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  1. #1
    Join Date
    Jun 2016
    Location
    Australia
    Age
    46
    Posts
    3

    Cool First lathe suggestions

    Hi All
    I am interested in getting into lathe work with a view to eventually do some smith jobs like chamber and fit a barrel.

    I'll never be doing anything commercially it's just for me and will always be that way.

    Anyhow I have been put off getting a secondhand lathe on account of seeing people ask many thousands of dollars for old lathes that look like they have been left out under a tree.

    If I had more experience I might trust myself to pick a lemon when I saw one but my knowledge at the moment is limited to knowing that if I can find a pristine Hardinge hlv-h for sale for $5K I should probably buy it.

    As far as new lathes are concerned I've been looking at the HAFCO AL-960B.

    Short of that what are good lathes to look out for? Brands, models?
    I guess I'd entertain things like a Hercus but it's a bit hard to wrap my head around paying as much for a lathe that has seen 40 years wear as a new Taiwanese one.

    The cap on my budget is $5K and if secondhand I'm guessing that would need to have a reasonable amount of tooling.

    Thanks

  2. #2
    Join Date
    Dec 2005
    Location
    South Australia
    Posts
    688

    Default

    Don't knock a lathe that has done 40 years service it is how it has been treated that is more of a concern, there are many lathes out there that have done 40 service that will easily do another 40 years and may well out last a new Taiwanese unit, you will pick one up for less expense this will give you more finance to put towards tooling, chamber reamer sets are not cheap, you will need to be aware of the head stock spindle bore as you will need to be able to pass the barrel through it, it will need metric and imperial threading

  3. #3
    Join Date
    Jun 2016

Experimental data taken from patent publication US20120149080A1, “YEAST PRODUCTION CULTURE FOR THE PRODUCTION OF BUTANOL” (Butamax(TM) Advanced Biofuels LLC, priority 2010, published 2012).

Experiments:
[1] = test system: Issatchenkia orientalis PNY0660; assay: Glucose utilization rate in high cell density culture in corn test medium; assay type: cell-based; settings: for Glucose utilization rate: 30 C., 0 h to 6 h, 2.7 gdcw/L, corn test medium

Location
    Australia
    Age
    46
    Posts
    3

    Default

    Thanks China.

    Don't get me wrong. I think the adage "They don't make 'em like they used to" especially applies to machinery.
    What I am worried about is buying an old worn out lathe without knowing it.

  4. #4
    Join Date
    Aug 2008
    Location
    near Rockhampton
    Posts
    5,665

    Default

    I do not think the Hardinge HLV will fit a barrel down the bore.

    Since you have not given a budget. I once had an AL1000C and found it to be a nice lathe.

    The next one down the AL960 is rumoured to be satisfactory as well.
    Gold, the colour of choice for the discerning person.

  5. #5
    Join Date
    Jun 2016
    Location
    Australia
    Age
    46
    Posts
    3

    Default

    Quote Originally Posted by .RC. View Post
    I do not think the Hardinge HLV will fit a barrel down the bore.

    Since you have not given a budget. I once had an AL1000C and found it to be a nice lathe.

    The next one down the AL960 is rumoured to be satisfactory as well.
    Hmmm the Hardinge the boys have in the workshop at my work seems to be big enough. What's the min size for barrels?
    I'll check tomorrow. Anyhow moot point Hardinge are out of my league.

    BTW the budget is $5000

  6. #6
    Join Date
    Jul 2006
    Location
    Athelstone, SA 5076
    Posts
    3,463

    Default

    As RC says

    a mate of mine has the 1000 from hare forbes...he is doing his own smithing and reckons my 960 (also from HF) is good enough

  7. #7
    Join Date
    Oct 2015
    Location
    Pallamallawa NSW
    Posts
    2

    Default

    I bought a 960B from a toolmaking place when they went CNC. Spindle bore is 40mm I think which is enough to accommodate most barrels other than cannon;-) Around $1500 for the lathe left me enough to also get a Chinese mill and some tooling. All works OK and the missus quietened down after I did a few jobs for her.

  8. #8
    Join Date
    Apr 2008
    Location
    NSW
    Posts
    543

    Default

    $1500 that's a good buy mate . I also agree that the AL960 is an ok lathe . The argument that the old lathes are better is like saying a 40 year old car is better for commuting than a new one and that is just not so . I bought a new lathe and a mate bought an old Victor lathe . Mine has been used since day one with no down time , his sits out in the yard with a canvas over it because it broke down and he can't find the parts . Off course there is some fine quality made old lathes out there but finding one that is in good condition is a job for a knowledgeable machinist that can pick a good one and maybe make a new part easily . Just like buying second hand cars , some people are good at it and others get ripped off .
    The volume of a pizza of thickness 'a' and radius 'z' is given by pi z z a.

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